August 31, 1987, [*]​ affirmed the RTC decision ​in toto.​ Petitioners’ motion for reconsideration
having been denied, the instant petition for review on ​certiorari​ was filed.

The main issue in this case is whether or not petitioners are liable for damages to private
respondent.

Petitioners contend that they could not be made liable for damages in the lawful exercise of their
right to dismiss private respondent.

On the other hand, private respondent contends that because of petitioners’ abusive manner in
dismissing him as well as for the inhuman treatment he got from them, the petitioners must
indemnify him for the damage that he had suffered.

One of the more notable innovations of the New Civil Code is the codification of “some basic
principles that are to be observed for the rightful relationship between human beings and for the
stability of the social order.” [REPORT ON THE CODE COMMISSION ON THE PROPOSED
CIVIL CODE OF THE PHILIPPINES, p. 39]. The framers of the Code, seeking to remedy the
defect of the old Code which merely stated the effects of the law, but failed to draw out its spirit,
incorporated certain fundamental precepts which were “designed to indicate certain norms that
spring from the fountain of good conscience” and which were also meant to serve as “guides for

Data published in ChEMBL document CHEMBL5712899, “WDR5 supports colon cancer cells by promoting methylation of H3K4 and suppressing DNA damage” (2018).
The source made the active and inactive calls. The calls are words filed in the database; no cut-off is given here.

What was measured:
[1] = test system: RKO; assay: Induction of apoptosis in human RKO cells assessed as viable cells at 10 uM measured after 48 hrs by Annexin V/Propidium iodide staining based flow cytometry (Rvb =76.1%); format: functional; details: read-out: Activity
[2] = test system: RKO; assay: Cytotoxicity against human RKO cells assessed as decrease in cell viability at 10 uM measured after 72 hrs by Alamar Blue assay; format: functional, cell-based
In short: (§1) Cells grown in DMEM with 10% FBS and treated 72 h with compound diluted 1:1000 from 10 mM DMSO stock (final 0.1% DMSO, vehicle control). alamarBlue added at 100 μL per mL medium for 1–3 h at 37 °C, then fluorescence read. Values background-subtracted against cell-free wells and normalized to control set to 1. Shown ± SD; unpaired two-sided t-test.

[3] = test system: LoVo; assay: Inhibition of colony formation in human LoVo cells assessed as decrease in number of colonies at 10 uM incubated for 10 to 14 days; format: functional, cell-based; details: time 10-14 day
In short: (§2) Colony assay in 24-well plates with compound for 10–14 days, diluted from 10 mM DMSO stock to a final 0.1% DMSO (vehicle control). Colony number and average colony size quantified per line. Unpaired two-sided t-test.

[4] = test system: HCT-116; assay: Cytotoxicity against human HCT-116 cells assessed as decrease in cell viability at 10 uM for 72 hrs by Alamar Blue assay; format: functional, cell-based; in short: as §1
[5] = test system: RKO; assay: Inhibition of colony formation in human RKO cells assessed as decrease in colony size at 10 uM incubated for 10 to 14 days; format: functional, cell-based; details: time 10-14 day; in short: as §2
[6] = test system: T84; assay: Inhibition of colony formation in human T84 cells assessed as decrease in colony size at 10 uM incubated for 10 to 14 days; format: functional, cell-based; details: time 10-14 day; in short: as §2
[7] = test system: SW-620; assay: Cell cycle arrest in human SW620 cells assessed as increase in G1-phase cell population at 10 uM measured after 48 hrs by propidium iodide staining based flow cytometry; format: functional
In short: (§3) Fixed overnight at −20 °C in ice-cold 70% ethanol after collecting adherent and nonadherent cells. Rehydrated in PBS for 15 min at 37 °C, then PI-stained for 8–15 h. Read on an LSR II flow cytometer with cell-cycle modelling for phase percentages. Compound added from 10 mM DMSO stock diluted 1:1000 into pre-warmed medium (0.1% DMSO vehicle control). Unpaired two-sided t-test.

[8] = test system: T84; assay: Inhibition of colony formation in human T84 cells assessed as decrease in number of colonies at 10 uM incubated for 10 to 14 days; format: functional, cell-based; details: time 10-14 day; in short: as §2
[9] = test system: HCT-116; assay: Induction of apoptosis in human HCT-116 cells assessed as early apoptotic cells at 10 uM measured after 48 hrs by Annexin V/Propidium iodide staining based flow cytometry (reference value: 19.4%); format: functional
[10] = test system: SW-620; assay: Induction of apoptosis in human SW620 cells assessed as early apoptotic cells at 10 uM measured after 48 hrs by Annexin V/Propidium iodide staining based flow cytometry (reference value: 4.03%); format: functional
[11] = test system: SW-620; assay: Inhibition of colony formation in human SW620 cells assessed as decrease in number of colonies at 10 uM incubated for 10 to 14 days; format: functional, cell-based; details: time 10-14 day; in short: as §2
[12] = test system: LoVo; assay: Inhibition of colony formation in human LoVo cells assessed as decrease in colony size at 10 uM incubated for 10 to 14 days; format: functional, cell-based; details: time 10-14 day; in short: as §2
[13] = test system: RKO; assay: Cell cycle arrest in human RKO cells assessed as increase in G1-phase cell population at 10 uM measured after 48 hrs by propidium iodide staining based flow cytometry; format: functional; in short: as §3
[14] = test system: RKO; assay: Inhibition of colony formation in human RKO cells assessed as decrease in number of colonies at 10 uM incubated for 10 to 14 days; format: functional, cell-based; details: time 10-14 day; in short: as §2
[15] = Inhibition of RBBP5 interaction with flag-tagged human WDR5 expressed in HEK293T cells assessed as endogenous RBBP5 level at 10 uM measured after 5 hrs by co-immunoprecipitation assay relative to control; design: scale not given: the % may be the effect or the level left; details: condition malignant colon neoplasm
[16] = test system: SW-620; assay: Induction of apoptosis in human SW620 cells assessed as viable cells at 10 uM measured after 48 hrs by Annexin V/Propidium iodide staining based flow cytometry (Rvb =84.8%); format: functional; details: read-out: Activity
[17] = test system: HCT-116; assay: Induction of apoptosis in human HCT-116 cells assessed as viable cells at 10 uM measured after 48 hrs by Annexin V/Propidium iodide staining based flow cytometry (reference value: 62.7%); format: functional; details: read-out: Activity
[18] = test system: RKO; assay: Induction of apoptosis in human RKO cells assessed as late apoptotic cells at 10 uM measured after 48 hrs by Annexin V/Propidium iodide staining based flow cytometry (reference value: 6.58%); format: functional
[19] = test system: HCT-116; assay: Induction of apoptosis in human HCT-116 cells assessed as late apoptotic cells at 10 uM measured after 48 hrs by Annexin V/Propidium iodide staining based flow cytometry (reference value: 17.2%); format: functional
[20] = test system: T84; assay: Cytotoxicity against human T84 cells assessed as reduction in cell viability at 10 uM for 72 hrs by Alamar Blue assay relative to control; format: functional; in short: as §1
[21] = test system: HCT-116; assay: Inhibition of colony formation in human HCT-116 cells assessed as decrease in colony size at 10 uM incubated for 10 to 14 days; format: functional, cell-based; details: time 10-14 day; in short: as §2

human conduct [that] should run as golden threads through society, to the end that law may
approach its supreme ideal, which is the sway and dominance of justice” (Id.) Foremost among
these principles is that pronounced in Article 19 which provides:

Art. 19. Every person must, in the exercise of his rights and in the performance of his duties, act
with justice, give everyone his due, and observe honesty and good faith.

This article, known to contain what is commonly referred to as the principle of abuse of rights,
sets certain standards which must be observed not only in the exercise of one’s rights but also
in the performance of one’s duties. These standards are the following: to act with justice; to give
everyone his due; and to observe honesty and good faith. The law, therefore, recognizes a
primordial limitation on all rights; that in their exercise, the norms of human conduct set forth in
Article 19 must be observed. A right, though by itself legal because recognized or granted by
law as such, may nevertheless become the source of some illegality. When a right is exercised
in a manner which does not conform with the norms enshrined in Article 19 and results in
damage to another, a legal wrong is thereby committed for which the wrongdoer must be held
responsible. But while Article 19 lays down a rule of conduct for the government of human
relations and for the maintenance of social order, it does not provide a remedy for its violation.